Colon Cancer Linked to Lineage

A team of researchers from the University of Utah’s Huntsman Cancer Institute, headed by Dr. Deborah W. Neklason, Ph.D., have tracked a genetic mutation linked to increased risk of colon cancer back to an English couple who arrived in America about the time of the Pilgrims. Neklason’s findings appear in Clinical Gastroenterology and Hepatology.

Mr. and Mrs. George Frye were born in England in the 1590’s, were married in 1615, and sailed to America with at least two of their four children sometime in the early 1630’s. One also brought a spontaneous gene mutation called APC which increases the risk of developing colon cancer.

This genetic mutation causes a condition called attenuated familial adenomatous polyposis (AFAP), which makes people more prone to developing the polyps that can cause colon cancer. Without proper treatment, those with the AFAP mutation have a greater than two in three risk of developing colon cancer by the age of 80, compared to about one in 24 among the general population.

That gene was passed down to their descendants and is now responsible for a large percentage of colon cancer cases affecting hundreds of Americans. Neklason’s team studied two large families, one in Utah and one in New York, whose members both carry the gene mutation. The team first focused on the Utah branch of the family 14 years ago because its members had an unusually high risk of colon cancer. The 7,000 descendants through nine generations of the Utah family accounted for 0.15% of colon cancer cases in the state from 1966 to 1995, when the gene was first identified.

Detailed church records of this Mormon family, over the years, gave the researchers a wealth of genealogical information. Even though most of the records in the study related to the Utah portion of the family, the New York branch was eventually identified as well.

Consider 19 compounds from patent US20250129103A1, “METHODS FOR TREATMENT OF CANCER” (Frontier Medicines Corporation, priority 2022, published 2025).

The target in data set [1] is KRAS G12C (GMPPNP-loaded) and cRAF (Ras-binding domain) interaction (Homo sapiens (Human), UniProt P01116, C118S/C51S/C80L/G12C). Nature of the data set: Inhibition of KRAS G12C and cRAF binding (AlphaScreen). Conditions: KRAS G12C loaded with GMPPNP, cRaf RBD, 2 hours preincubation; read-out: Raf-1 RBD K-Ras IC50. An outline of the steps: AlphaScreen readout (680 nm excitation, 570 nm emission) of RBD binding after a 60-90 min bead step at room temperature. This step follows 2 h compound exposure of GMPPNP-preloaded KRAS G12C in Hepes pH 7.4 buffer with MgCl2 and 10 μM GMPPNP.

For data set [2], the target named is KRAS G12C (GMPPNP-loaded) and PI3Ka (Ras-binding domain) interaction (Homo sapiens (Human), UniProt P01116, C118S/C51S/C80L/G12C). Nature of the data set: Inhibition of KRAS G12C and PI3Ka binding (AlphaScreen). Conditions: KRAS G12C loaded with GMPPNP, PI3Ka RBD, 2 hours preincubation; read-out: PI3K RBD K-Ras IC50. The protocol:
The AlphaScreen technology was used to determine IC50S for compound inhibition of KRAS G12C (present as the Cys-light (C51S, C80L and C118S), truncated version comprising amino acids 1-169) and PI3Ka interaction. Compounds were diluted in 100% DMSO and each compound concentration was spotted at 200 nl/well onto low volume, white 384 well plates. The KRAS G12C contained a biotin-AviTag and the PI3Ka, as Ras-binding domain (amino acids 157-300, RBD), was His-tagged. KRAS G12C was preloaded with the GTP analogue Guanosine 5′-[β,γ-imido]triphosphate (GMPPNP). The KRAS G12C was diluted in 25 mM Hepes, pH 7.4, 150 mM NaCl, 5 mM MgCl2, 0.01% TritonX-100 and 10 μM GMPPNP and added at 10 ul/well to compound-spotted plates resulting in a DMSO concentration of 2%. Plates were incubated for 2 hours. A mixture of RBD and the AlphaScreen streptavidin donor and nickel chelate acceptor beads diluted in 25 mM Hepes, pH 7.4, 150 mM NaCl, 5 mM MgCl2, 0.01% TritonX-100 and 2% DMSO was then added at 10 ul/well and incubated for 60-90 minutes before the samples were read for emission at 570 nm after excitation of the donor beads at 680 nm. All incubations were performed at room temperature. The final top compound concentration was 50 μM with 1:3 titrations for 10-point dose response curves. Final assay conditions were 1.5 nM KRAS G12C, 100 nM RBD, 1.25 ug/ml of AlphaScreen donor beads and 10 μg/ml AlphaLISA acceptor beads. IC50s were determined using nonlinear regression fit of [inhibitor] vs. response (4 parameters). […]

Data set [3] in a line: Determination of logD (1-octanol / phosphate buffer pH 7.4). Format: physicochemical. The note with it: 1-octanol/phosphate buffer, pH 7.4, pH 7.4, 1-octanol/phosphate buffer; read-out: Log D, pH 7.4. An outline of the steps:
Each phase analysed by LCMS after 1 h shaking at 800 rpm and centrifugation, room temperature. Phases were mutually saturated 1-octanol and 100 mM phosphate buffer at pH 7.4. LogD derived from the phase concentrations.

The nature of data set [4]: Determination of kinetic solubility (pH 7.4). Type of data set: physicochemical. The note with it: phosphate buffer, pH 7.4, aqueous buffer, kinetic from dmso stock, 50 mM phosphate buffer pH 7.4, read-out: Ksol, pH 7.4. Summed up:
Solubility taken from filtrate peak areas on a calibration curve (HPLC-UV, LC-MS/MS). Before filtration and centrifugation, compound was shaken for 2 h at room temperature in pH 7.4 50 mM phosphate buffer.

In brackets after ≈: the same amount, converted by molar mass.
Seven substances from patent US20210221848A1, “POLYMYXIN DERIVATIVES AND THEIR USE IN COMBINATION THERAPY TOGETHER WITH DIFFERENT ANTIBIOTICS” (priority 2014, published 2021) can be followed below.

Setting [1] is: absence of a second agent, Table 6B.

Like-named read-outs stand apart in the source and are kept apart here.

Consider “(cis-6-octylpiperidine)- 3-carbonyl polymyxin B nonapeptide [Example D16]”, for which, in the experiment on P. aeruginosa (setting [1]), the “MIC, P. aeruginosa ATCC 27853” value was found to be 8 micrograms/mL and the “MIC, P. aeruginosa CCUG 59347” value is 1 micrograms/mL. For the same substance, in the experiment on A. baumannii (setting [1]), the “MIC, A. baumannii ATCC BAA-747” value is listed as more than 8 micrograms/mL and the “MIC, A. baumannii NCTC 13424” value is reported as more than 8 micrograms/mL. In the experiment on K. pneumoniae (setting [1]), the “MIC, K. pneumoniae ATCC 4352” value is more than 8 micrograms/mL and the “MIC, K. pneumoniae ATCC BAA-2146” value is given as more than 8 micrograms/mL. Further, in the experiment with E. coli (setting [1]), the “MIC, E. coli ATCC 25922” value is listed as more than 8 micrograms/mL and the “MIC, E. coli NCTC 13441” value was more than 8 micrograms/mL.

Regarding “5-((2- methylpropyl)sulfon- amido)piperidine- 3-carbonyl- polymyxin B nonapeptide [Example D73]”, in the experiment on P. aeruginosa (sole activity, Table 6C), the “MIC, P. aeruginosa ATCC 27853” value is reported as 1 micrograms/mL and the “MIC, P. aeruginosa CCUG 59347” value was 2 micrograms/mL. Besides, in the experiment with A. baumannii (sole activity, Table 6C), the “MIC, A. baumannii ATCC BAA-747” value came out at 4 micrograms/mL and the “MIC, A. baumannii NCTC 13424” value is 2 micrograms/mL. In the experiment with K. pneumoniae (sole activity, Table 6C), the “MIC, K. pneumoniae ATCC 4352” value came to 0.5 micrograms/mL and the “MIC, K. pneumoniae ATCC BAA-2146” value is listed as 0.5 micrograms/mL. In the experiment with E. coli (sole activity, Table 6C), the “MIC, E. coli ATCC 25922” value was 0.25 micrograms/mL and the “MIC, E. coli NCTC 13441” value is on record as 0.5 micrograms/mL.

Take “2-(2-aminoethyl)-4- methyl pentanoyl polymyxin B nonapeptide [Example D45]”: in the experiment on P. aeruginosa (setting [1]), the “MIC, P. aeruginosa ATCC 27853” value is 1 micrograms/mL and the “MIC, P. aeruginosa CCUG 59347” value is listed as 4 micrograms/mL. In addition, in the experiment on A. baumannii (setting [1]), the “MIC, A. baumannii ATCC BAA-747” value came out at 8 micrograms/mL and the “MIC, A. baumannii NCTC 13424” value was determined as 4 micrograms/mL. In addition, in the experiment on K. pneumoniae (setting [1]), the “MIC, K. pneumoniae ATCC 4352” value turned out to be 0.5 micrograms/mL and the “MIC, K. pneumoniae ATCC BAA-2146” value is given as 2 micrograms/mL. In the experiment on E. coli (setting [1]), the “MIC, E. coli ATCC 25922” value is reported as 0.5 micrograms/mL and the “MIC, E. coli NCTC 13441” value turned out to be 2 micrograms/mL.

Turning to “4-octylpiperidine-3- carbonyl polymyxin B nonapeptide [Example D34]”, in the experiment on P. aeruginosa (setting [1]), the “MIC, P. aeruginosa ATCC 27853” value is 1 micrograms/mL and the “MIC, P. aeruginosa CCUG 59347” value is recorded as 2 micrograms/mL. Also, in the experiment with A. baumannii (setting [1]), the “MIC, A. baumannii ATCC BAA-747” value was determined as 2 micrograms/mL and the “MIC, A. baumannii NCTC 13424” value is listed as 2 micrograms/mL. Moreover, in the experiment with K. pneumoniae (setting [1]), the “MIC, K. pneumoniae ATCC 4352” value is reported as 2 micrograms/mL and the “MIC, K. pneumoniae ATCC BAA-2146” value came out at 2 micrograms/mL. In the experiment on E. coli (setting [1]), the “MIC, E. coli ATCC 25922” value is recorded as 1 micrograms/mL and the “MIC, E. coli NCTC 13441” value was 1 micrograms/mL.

Dr. Neklason suspects that there are also many other families and said, “We just know about these two branches of the family. The significance of it going so far back is there are probably many branches of the family out there that aren’t aware of the mutation. In fact, this founder mutation might be related to many colon cancer cases in the United States.”

According to Neklason, an aggressive education and clinical intervention program among the couple’s Utah descendants may have prevented seven colon cancers. She says, “Knowing one has the condition can be life-saving. With intervention to remove the polyps, the risk goes to near nothing.”

Neklason’s team suggests that “genetic testing should be considered” for people with a family history of 10 or more colon polyps. Neklason says, “This study highlights that you need to pay attention to your family history.” However, cancer experts recommend that, no matter where your family comes from, colorectal cancer screening should begin at age 50, or sooner for high-risk patients.

Madeline Ellis

Provided by ArmMed Media